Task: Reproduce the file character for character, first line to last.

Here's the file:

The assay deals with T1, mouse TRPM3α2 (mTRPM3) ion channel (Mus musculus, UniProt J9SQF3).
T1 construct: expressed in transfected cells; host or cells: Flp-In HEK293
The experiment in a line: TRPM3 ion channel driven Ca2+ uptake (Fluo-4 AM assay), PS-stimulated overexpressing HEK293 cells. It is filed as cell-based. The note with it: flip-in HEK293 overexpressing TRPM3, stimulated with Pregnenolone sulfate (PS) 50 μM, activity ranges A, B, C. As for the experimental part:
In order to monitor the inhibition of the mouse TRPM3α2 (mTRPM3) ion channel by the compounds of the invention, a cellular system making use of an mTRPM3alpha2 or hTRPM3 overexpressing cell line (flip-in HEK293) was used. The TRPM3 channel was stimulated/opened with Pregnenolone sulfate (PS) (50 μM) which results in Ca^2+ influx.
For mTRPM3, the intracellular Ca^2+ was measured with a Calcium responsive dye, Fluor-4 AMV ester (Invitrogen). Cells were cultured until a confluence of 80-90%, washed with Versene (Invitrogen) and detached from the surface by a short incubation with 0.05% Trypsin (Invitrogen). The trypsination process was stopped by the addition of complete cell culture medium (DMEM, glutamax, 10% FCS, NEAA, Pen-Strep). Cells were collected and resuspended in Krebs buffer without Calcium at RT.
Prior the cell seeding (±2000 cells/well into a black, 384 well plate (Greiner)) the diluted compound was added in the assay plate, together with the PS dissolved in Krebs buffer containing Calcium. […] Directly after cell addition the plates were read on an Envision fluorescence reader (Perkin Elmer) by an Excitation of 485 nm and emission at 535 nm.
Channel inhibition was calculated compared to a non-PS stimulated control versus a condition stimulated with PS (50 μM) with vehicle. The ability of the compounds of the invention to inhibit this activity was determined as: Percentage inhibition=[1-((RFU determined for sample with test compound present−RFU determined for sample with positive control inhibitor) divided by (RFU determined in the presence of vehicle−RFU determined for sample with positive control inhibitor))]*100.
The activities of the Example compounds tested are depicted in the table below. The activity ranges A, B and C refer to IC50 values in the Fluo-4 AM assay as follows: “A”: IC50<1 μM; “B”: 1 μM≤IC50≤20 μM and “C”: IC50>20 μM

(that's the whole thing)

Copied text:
The assay deals with T1, mouse TRPM3α2 (mTRPM3) ion channel (Mus musculus, UniProt J9SQF3).
T1 construct: expressed in transfected cells; host or cells: Flp-In HEK293
The experiment in a line: TRPM3 ion channel driven Ca2+ uptake (Fluo-4 AM assay), PS-stimulated overexpressing HEK293 cells. It is filed as cell-based. The note with it: flip-in HEK293 overexpressing TRPM3, stimulated with Pregnenolone sulfate (PS) 50 μM, activity ranges A, B, C. As for the experimental part:
In order to monitor the inhibition of the mouse TRPM3α2 (mTRPM3) ion channel by the compounds of the invention, a cellular system making use of an mTRPM3alpha2 or hTRPM3 overexpressing cell line (flip-in HEK293) was used. The TRPM3 channel was stimulated/opened with Pregnenolone sulfate (PS) (50 μM) which results in Ca^2+ influx.
For mTRPM3, the intracellular Ca^2+ was measured with a Calcium responsive dye, Fluor-4 AMV ester (Invitrogen). Cells were cultured until a confluence of 80-90%, washed with Versene (Invitrogen) and detached from the surface by a short incubation with 0.05% Trypsin (Invitrogen). The trypsination process was stopped by the addition of complete cell culture medium (DMEM, glutamax, 10% FCS, NEAA, Pen-Strep). Cells were collected and resuspended in Krebs buffer without Calcium at RT.
Prior the cell seeding (±2000 cells/well into a black, 384 well plate (Greiner)) the diluted compound was added in the assay plate, together with the PS dissolved in Krebs buffer containing Calcium. […] Directly after cell addition the plates were read on an Envision fluorescence reader (Perkin Elmer) by an Excitation of 485 nm and emission at 535 nm.
Channel inhibition was calculated compared to a non-PS stimulated control versus a condition stimulated with PS (50 μM) with vehicle. The ability of the compounds of the invention to inhibit this activity was determined as: Percentage inhibition=[1-((RFU determined for sample with test compound present−RFU determined for sample with positive control inhibitor) divided by (RFU determined in the presence of vehicle−RFU determined for sample with positive control inhibitor))]*100.
The activities of the Example compounds tested are depicted in the table below. The activity ranges A, B and C refer to IC50 values in the Fluo-4 AM assay as follows: “A”: IC50<1 μM; “B”: 1 μM≤IC50≤20 μM and “C”: IC50>20 μM